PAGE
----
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    #1

    develop a replacement strong candidate

    Should "develop a replacement strong candidate" be "develop a strong candidate as a replacement"?
    Is the word replacement used as an adjective here proper?

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    The growing list of financial scandals, coverups for past misdeeds and major errors and misdeeds in public office that are following her ; the resulting rising public reaction against her; and her all-too-evident tin ear and proclivity to self-serving and awkward misstatements all suggest to me that Hillary Clinton's candidacy may be headed for a sudden collapse. She certainly still dominates the field of potential Denocrat candidates. However increasingly polling data indicate steadily declining support; formerly friendly media centers (like the NY Times) are reporting adverse materials about her; and potential competitors in the Democrat Party are becoming more assertive, with some even criticizing the formerly untouchable front runner. All of this appears to be gathering momentum fairly quickly

    How much time will pass before growing numbers of Democrat power brokers panic and realize they have little time left to develop a replacement strong candidate? (in Politics everyone loves a perceived winner, but is quick to flee from a damaged contender. This is an element that could cause Hillary's remaining support, though still strong, to suddenly collapse. This is a prospect that, in my eyes, had only a faint likelihood just a few weeks ago, Increasingly it seems much more likely to me. Worse for her, Hillary is at best an awkward campaigner, and beset as she is by a growing criticism, even worse in dealing with such attacks - a very bad combination for her in the present circumstances.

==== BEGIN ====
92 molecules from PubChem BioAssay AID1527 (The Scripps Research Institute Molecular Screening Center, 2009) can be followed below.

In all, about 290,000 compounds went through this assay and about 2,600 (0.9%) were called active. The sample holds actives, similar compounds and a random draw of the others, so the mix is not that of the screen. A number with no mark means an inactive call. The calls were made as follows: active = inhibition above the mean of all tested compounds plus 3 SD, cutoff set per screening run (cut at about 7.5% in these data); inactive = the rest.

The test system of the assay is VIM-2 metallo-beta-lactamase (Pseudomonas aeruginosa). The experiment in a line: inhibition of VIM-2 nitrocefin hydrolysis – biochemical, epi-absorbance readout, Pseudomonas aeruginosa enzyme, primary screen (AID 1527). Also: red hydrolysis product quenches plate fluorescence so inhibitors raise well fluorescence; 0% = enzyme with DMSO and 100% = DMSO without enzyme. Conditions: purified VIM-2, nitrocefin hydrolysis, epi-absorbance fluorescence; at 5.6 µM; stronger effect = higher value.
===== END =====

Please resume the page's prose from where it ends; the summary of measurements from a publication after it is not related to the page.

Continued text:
1. Barb_D's Avatar
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    #2

    Re: develop a replacement strong candidate

    I agree that "strong replacement" is a more natural word order.
    I'm not a teacher, but I write for a living. Please don't ask me about 2nd conditionals, but I'm a safe bet for what reads well in (American) English.

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    #3

    Re: develop a replacement strong candidate

    It's a piece written by a hack. Another glaring error is "Democrat Party". It should be "Democratic Party".
    Translator, editor and TESOL certificate holder, but not a teacher. Native speaker of American English (West Coast)

  2. emsr2d2's Avatar
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    #4

    Re: develop a replacement strong candidate

    Perhaps he/she meant to hyphenate it. "... a replacement-strong candidate" could be taken to mean that the person would be a strong contender to become the replacement.
    Remember - if you don't use correct capitalisation, punctuation and spacing, anything you write will be incorrect.

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